Cleat Geeks

The Live Experience

We were a football family.  I grew up relatively close to Michigan State University, therefore I was trained to be a Spartan (Go Green!) and would inherit a few tickets to the throw-away games against Central Michigan.  Sometimes the games were blow outs; sometimes the spoils went back up to Mt. Pleasant with the Chippewas.  Regardless of the outcome, I could feel the difference between watching my beloved team in a living room versus the intensity and camaraderie that came with sitting in Spartan Stadium.

Right about the same age I attended my first live football game, I was introduced to professional wrestling, let’s say age seven.  I viewed this sport with the same mindset that my dad had while watching the Spartans; well not the same because my favorites would win from time to time, even bringing home championships (mind you, this was not the same Spartan Athletic department it is today).  My uncle was the one responsible for fertilizing my need to watch the then WWF, picking a favorite wrestler like most little girls picked favorite Barbie dolls.  “I like this one because he wears pink and that’s a pretty color.”

I loved watching VHS copies of Summer Slam 1990 and Wrestlemania VI over and over again.  We didn’t have cable, so my only resource for sports entertainment was a little video store that had no more than thirty WWE videos, which allowed me to memorize each match, each finishing move, and each promo.  There was nothing more magical in my mind.  Soon came the subscription to the WWE magazine and requests of WWE action figures.  Occasionally, I’d play with dolls and tea sets, but that’s only because I was the only person, aside from my uncle, who knew who Dino Bravo or Koko B. Ware were.  But like any other addict, I would need bigger, stronger fixes to keep me satisfied.  I would need to experience my beloved professional wrestling live.

In the later summer of 1993, I finally attended my first live event: Summer Slam 1993 at the Palace of Auburn Hills, MI.  My parents allowed me to miss middle school orientation to go, and even though I now look back at the calibre of the wrestling and storylines at the time with a half-hearted attitude, you couldn’t have taken away my smile for anything on that night.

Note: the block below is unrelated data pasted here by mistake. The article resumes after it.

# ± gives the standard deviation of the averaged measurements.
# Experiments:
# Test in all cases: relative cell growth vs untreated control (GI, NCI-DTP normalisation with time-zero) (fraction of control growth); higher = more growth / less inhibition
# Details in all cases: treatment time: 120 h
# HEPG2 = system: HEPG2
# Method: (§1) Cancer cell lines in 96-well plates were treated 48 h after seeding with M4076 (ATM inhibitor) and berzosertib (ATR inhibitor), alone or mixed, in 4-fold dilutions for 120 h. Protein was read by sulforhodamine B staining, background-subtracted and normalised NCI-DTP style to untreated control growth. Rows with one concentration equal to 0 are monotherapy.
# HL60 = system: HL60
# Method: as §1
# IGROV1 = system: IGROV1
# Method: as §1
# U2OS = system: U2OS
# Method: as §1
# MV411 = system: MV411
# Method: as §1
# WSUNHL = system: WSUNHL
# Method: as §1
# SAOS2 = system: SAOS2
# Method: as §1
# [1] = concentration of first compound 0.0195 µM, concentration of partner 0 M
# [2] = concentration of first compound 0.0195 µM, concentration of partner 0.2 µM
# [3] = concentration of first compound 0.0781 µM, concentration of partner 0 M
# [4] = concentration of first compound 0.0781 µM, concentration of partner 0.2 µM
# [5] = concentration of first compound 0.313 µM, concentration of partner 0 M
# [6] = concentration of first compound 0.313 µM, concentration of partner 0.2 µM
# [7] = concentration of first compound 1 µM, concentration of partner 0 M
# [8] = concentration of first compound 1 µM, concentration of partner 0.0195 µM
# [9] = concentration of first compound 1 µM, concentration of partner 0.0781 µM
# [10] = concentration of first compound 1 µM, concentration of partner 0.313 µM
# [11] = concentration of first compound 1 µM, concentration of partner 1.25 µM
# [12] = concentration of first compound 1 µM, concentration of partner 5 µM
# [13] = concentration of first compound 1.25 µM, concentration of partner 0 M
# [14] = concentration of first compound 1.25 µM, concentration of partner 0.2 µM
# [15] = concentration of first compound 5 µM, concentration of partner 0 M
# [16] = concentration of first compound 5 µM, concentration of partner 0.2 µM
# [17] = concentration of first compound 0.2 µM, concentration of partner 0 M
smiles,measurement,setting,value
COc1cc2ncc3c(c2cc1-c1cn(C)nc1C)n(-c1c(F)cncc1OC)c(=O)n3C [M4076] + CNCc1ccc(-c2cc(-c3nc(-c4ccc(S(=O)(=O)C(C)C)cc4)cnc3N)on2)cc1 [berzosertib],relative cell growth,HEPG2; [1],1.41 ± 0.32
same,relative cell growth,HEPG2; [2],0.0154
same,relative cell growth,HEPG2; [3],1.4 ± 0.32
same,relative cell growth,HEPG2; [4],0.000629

That Sunday, sitting practically in the last row on the floor, barely able to see, I made a vow to myself (yes, at age 12 you can do that) that I would never forget the feeling of watching a live WWE event, and some day, when I was grown up enough to make my own decisions and money, I would buy the best possible seats to as many shows as possible.  And that’s just what I have done.

PicMonkey Collage

As a 33-year-old, married adult, I have found myself in the financial position to be able to purchase two or three sets of excellent seats per year.  They aren’t all pay-per-views or headlining events, but they are to me.  The synergy in a live crowd that I experienced for the first time in 1993 remains just as strong today.  The choreography of the entrances, whether fans are about to cheer or boo the noted competitor, is mesmerizing.  Lights flashing, music booming, fireworks screaming from one corner of the arena to the other, and BAM!  You’re on your feet!

 The experience of being a fan at a live event quiets the cynics and awakens the inner child who wants to show off their homemade sign, hoping their favorite wrestler will see and appreciate the effort.  There isn’t a computer screen or twitter handle to hide behind.  Voices are lost and foreheads glisten as highlight reels are made in the ring.  We all become marks as the “HOLY SHIT!” and “THIS IS AWESOME” chanting begins.  The guys next to you become friends as you dissect the previous Raw’s card, the misuse of Ambrose’s heat, and who would have made a better Mr. Money in the Bank.

Sure, you can experience the same love/hate relationship with sports entertainment, tune into the same matches from the comfort of your LazyBoy for less hassle and money, and even interact via social media with your favorite wrestlers, but there is something so special about seeing a professional sporting event live.  It’s worth the hassle, it’s worth the drive, it’s worth waiting in lines for over-priced beverages and memorabilia, it’s worth the sacrifice of saving up for nose-bleed seats.  Creating a multi-sensory memory is something you can never recreate in any other environment.  And who knows who might show up and swerve the pre-made card.

Rock Bo Dallas

(Photo via @CoreySantiago)


Leave a Reply


If you like this site or just simply want to school your friends because you got the information first.  

Join us on the field! Click on any of the links below.

%d bloggers like this: